“President Rodrigo Duterte is banking on Arroyo after her hostile maneuver that ousted former Speaker Pantaleon Alvarez to deliver priority measures of the House.
Last Sunday, 29 July, Moro Islamic Liberation Front (MILF) chair Al Hadj Murad Ebrahim waved to an assembly of supporters a copy of the Bangsamoro Organic Law (BOL), which turned out to be defective since it did not bear the signature of Speaker Gloria Macapagal-Arroyo.
While former Sen. Aquilino “Nene” Pimentel said an administrative remedy can be applied that would not diminish the effectivity of the law, the missing Arroyo signature does not bode well for the autonomy measure.
It was during the term of Arroyo when the unconstitutional Memorandum of Agreement on Ancestral Domain (MoA-AD) was signed.
The Supreme Court (SC), in October 2008, declared the Arroyo pact with the MILF as having violated the Constitution.
The SC, voting 8-7, declared the MoA-AD unconstitutional and illegal and its crafting “whimsical, capricious, oppressive, arbitrary and despotic.”
The aborted signing of the agreement led to discontent among certain factions of the MILF, which launched terror acts in apparent frustration.
Rogue elements of the rebel group went on a rampage that led to the death of 400 individuals and the displacement of 750,000 residents in areas that should have been covered by the aborted deal.
President Rodrigo Duterte is banking on Arroyo after her hostile maneuver that ousted former Speaker Pantaleon Alvarez to deliver priority measures of the House faster particularly crucial economic measures citing her credential as an economist.
“Most of the money being spent on all the huge projects such as trains, highways is government’s money, that’s of the people of the Republic of the Philippines. That includes us, but the problem is the amount is not sufficient,” the President said in looking forward to Arroyo’s help.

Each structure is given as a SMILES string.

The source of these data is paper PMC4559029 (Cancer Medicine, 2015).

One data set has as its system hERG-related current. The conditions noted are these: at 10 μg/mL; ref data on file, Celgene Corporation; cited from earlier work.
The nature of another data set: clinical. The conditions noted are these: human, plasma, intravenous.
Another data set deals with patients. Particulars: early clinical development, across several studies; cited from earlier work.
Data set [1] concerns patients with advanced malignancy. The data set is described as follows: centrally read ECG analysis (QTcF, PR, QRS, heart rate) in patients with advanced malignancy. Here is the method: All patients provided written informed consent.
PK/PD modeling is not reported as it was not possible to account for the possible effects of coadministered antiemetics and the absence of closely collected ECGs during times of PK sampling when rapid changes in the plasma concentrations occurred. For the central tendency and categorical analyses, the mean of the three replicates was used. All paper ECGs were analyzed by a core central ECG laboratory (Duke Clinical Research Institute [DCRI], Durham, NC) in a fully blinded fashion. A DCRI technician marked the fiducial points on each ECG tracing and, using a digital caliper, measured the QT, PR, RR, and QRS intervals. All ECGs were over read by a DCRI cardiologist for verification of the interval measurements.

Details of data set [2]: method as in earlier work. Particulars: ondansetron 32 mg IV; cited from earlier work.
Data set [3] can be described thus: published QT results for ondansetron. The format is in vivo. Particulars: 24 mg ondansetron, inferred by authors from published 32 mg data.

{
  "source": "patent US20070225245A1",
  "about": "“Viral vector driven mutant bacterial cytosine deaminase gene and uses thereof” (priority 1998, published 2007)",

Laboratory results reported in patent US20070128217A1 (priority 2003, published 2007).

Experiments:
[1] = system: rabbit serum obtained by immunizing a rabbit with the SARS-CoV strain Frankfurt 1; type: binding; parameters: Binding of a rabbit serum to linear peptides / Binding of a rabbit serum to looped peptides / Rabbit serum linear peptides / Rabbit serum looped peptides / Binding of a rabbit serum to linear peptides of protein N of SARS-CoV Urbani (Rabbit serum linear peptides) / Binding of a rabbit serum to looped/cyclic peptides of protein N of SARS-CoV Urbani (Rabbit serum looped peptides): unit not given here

“The BOL is now being hailed as a landmark law, a fact that seems to have been lost on Arroyo.
Arroyo has promised to push for Rody’s legislative agenda at the House of Representatives, which did not reflect in her apparent lack of interest in the BOL as deduced from her failure to affix her signature on the legacy law of the President.
A new copy of the law needs to be issued before Rody signs it to comply with Congress rules on the legislative process that requires bills transmitted to the President for approval must be “signed by the Senate President and the Speaker of the House of Representatives and certified by both the secretary of the Senate and the secretary general of the House.”
Upon the President’s signing of the bill, “the same is assigned an RA number and transmitted to the House where it originated,” after which it is reproduced and copies sent to the Official Gazette “for publication and distribution to the implementing agencies.”
The BOL is now being hailed as a landmark law, a fact that seems to have been lost on Arroyo.
It would be up to Rody again to dispel suspicions that may arise from the Bangsamoro people regarding Arroyo’s missing signature.
It was also Rody who broke the impasse at the bicameral conference committee that threatened the approval of the then Bangsamoro Basic Law.
It was also Arroyo who frustrated what could have been a historic event in the signing of the BOL during the State of the Nation Address (SoNA).
The House power grab happened during the opening of the third session resulting in the adjourning of the assembly before the approval of the BOL.
The President, flabbergasted at Arroyo for upstaging the SoNA and delaying the BOL signing, ended up promising that he would sign it “within 48 hours” from the time his office receives a copy.
Rody delivered on his promise but not Arroyo, who literally was not on the same page as the President on the crucial Bangsamoro law.
ASEANEWS EDITORIAL & CARTOONS:.
7.1. D. Tribune –Not on the same page <> Concept News Central –Way safer to walk the streets